Later, when northern soldiers led by Lt. Col. Yakubu took over power on July 29, 1966 – which coincided with the period when export of petroleum domiciled in the eastern and mid-western regions had virtually supplanted agriculture as the mainstay of Nigeria’s economy – the military government seized the opportunity to further consolidate and expand the system already established by the British colonial administration through which resources from the south were deployed to develop the north. Successive military administrations dominated by northerners cleverly used the Unification Decree 34 and subsequent ones promulgated by Gowon, Murtala Mohammed, Ibrahim Babangida, and Sani Abacha as a pretext to reconstitute Nigeria’s geopolitical architectonic in a format that entrenched northern grip on political power at the centre and increased the flow of economic resources northwards from the south.
Although to the best of my knowledge a completely accurate record of the disproportionate percentage of revenue derivation from and distribution to northern and southern Nigeria from 1966 to date is unavailable, there is no doubt that the north is getting much more than it is contributing to the country’s treasury. This point becomes more obvious when one considers that export of crude oil since 1970 contributes between 70 to 85 percent of Nigeria’s foreign revenue, and the remainder is almost completely sourced from Custom duties and (more recently) value added tax (VAT) collected mainly from the south, whereas the criteria for sharing the collected revenue, namely, land mass, equality of states, population, and number of local government areas, are all deliberately configured or designed to favour northern Nigeria.
It follows that the north which contributes less than ten percent of the federal revenue probably receives over fifty percent of it from the central government. Expectedly, the case of south-east is worse, because during and after the war, successive governments excised several oil-bearing Igbo communities from Igbo heartland where they originally belonged and ceded them to other states dominated by non-Igbo speaking peoples, thereby reducing drastically the quantum of money accruing to Igboland from the principle of derivation.
Some prominent northerners led by Prof. Ango Abdullahi invent fallacious arguments and fake “facts” ad nauseam in a futile attempt to obscure the obvious fact that the dominant segment of the northern establishment is averse to fiscal federalism because the present grotesque arrangement is beneficial to members of the oppressive northern elite. These northerners forget that the current political economy is unfair, unjust and grossly inefficient. Moreover, most northern leaders are lazy and have no incentive to develop the enormous potentials in their region due to the bad habit of over reliance on handouts from the federal government.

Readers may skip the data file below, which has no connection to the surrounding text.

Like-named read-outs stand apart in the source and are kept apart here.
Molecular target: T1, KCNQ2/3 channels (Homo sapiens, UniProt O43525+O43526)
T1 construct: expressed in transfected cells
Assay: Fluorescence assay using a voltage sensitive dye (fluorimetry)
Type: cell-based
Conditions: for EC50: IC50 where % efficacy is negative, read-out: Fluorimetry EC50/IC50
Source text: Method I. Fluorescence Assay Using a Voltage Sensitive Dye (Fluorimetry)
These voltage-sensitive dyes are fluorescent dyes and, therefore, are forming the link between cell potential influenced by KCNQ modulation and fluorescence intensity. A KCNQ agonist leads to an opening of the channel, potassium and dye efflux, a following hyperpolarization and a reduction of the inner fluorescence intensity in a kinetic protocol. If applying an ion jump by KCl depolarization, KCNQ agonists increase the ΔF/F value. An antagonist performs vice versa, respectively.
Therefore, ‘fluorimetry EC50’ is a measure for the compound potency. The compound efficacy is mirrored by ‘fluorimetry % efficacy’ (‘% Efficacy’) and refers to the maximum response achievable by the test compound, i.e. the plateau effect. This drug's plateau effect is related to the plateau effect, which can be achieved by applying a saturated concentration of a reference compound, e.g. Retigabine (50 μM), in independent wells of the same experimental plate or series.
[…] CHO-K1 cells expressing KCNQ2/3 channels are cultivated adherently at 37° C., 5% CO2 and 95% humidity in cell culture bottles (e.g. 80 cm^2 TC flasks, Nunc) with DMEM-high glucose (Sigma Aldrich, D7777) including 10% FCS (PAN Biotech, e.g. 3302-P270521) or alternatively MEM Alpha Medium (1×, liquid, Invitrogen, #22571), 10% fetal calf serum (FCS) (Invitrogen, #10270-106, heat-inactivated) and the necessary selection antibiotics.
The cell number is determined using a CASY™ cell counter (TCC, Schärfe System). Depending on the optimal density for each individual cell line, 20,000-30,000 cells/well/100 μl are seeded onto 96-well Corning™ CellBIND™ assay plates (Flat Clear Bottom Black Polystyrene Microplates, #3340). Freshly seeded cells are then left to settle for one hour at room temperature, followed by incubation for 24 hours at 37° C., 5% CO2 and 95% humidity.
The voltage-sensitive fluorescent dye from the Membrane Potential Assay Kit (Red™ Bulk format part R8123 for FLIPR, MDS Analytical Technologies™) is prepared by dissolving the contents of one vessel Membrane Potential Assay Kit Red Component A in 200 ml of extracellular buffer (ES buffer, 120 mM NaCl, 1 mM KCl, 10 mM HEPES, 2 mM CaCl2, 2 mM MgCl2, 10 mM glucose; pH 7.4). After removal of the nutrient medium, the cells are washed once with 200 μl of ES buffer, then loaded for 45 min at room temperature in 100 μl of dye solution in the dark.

Now, because a significant number of Ndigbo think that the northern ruling establishment and their southern collaborators (including, sadly, a handful of efulefu Igbo) have not been fair to Igboland, they have joined the call for restructuring or, in the extreme, for the resuscitation of Biafra. Based on media reports, majority of the Igbo elite tend to favour the first option, while the youths tend to prefer the second. It is within this broad context that one can understand the appeal of Nnamdi Kanu and IPOB across Igboland.
In a previous essay, I argued that the federal government’s insensitive handling of the IPOB agitation is responsible for the transformation of a relatively unknown Nnamdi Kanu to the status of a genuine freedom fighter and liberating force in the eyes of his admirers across Igboland and beyond. Millions of Ndigbo are now convinced that the irascible crush-them attitude of this government towards Kanu and his group stems from the President’s anti-Igbo mindset. Buhari’s pro-Boko Haram statements in a programme aired by Liberty Radio in 2013 and the appeasement of so-called Fulani herdsmen also lends credence to that conviction.
Aside from Buhari’s anti-Igbo outlook, there is no other reason why, if his government has negotiated with a terrorist group like Boko Haram the same opportunity was not offered to IPOB. So, why should only Nnamdi Kanu and IPOB be blamed for their negative attitude towards Nigeria as presently constituted and governed? What would the President lose if he calls Kanu as a father would a rebellious son and discuss with him sincerely and with an open mind and good heart to arrive at a satisfactory compromise? Correct answers to those two questions will throw some light on the intractable National Question and the related issue of whether for the Igbo labouring under all manner of obstacles placed on their path by the state the Nigerian project is worth sustaining.
Clearly, Nnamdi Kanu is one of the millions of Ndigbo disillusioned by the current degraded status of his people in Nigeria despite their unequalled contributions to national development, and is passionate about doing something to change the situation.